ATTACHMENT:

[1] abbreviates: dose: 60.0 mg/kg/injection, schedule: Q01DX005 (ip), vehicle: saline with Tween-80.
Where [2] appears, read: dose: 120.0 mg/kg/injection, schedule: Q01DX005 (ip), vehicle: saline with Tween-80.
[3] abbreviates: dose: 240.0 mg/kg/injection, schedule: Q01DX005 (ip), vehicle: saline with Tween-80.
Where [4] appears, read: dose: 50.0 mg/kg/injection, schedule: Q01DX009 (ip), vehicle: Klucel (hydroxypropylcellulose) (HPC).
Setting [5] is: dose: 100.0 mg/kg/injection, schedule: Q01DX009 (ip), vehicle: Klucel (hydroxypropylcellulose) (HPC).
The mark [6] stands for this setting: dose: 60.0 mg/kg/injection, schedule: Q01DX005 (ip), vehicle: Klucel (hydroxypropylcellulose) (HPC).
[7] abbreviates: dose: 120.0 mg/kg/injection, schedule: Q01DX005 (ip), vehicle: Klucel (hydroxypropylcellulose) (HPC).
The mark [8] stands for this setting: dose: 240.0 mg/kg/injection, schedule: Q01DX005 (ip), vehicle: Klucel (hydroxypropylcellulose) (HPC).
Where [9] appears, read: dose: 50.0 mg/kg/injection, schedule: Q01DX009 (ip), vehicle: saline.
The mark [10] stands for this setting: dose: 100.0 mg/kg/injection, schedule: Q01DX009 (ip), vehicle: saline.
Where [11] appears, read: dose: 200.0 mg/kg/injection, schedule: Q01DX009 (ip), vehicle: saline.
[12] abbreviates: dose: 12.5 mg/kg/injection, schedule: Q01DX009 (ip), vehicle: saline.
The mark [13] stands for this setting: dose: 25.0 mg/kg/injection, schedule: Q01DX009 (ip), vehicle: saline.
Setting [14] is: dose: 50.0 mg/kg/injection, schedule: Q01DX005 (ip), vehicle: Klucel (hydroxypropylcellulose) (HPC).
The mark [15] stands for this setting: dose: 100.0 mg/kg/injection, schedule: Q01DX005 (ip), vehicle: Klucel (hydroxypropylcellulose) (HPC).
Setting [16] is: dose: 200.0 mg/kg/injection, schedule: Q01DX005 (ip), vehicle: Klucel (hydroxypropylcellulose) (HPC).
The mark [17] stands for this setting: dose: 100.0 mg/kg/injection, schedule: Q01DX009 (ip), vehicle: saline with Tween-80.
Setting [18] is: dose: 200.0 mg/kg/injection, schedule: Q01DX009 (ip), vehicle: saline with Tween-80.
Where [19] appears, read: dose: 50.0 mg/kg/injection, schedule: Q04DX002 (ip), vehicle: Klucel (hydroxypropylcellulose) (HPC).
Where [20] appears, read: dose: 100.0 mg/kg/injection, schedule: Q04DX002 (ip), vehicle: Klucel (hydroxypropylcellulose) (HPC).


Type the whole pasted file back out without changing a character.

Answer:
[1] abbreviates: dose: 60.0 mg/kg/injection, schedule: Q01DX005 (ip), vehicle: saline with Tween-80.
Where [2] appears, read: dose: 120.0 mg/kg/injection, schedule: Q01DX005 (ip), vehicle: saline with Tween-80.
[3] abbreviates: dose: 240.0 mg/kg/injection, schedule: Q01DX005 (ip), vehicle: saline with Tween-80.
Where [4] appears, read: dose: 50.0 mg/kg/injection, schedule: Q01DX009 (ip), vehicle: Klucel (hydroxypropylcellulose) (HPC).
Setting [5] is: dose: 100.0 mg/kg/injection, schedule: Q01DX009 (ip), vehicle: Klucel (hydroxypropylcellulose) (HPC).
The mark [6] stands for this setting: dose: 60.0 mg/kg/injection, schedule: Q01DX005 (ip), vehicle: Klucel (hydroxypropylcellulose) (HPC).
[7] abbreviates: dose: 120.0 mg/kg/injection, schedule: Q01DX005 (ip), vehicle: Klucel (hydroxypropylcellulose) (HPC).
The mark [8] stands for this setting: dose: 240.0 mg/kg/injection, schedule: Q01DX005 (ip), vehicle: Klucel (hydroxypropylcellulose) (HPC).
Where [9] appears, read: dose: 50.0 mg/kg/injection, schedule: Q01DX009 (ip), vehicle: saline.
The mark [10] stands for this setting: dose: 100.0 mg/kg/injection, schedule: Q01DX009 (ip), vehicle: saline.
Where [11] appears, read: dose: 200.0 mg/kg/injection, schedule: Q01DX009 (ip), vehicle: saline.
[12] abbreviates: dose: 12.5 mg/kg/injection, schedule: Q01DX009 (ip), vehicle: saline.
The mark [13] stands for this setting: dose: 25.0 mg/kg/injection, schedule: Q01DX009 (ip), vehicle: saline.
Setting [14] is: dose: 50.0 mg/kg/injection, schedule: Q01DX005 (ip), vehicle: Klucel (hydroxypropylcellulose) (HPC).
The mark [15] stands for this setting: dose: 100.0 mg/kg/injection, schedule: Q01DX005 (ip), vehicle: Klucel (hydroxypropylcellulose) (HPC).
Setting [16] is: dose: 200.0 mg/kg/injection, schedule: Q01DX005 (ip), vehicle: Klucel (hydroxypropylcellulose) (HPC).
The mark [17] stands for this setting: dose: 100.0 mg/kg/injection, schedule: Q01DX009 (ip), vehicle: saline with Tween-80.
Setting [18] is: dose: 200.0 mg/kg/injection, schedule: Q01DX009 (ip), vehicle: saline with Tween-80.
Where [19] appears, read: dose: 50.0 mg/kg/injection, schedule: Q04DX002 (ip), vehicle: Klucel (hydroxypropylcellulose) (HPC).
Where [20] appears, read: dose: 100.0 mg/kg/injection, schedule: Q04DX002 (ip), vehicle: Klucel (hydroxypropylcellulose) (HPC).